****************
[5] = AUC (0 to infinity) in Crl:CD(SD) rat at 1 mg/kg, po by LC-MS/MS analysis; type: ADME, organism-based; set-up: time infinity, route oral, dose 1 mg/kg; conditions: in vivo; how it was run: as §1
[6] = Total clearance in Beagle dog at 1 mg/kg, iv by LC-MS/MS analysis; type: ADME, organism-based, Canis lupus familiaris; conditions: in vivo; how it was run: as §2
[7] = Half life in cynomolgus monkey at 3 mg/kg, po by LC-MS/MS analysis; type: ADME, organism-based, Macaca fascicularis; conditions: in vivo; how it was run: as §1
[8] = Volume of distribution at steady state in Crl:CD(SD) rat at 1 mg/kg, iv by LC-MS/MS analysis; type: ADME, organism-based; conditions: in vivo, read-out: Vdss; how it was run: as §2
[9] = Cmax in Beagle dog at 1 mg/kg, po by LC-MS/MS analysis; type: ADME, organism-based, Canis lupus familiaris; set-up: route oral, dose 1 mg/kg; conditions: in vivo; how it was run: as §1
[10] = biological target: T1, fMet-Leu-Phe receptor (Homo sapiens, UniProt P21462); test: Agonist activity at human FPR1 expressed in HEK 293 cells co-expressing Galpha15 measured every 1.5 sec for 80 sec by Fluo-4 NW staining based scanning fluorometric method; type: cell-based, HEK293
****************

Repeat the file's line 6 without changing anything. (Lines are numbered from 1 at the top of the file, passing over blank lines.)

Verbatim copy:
[10] = biological target: T1, fMet-Leu-Phe receptor (Homo sapiens, UniProt P21462); test: Agonist activity at human FPR1 expressed in HEK 293 cells co-expressing Galpha15 measured every 1.5 sec for 80 sec by Fluo-4 NW staining based scanning fluorometric method; type: cell-based, HEK293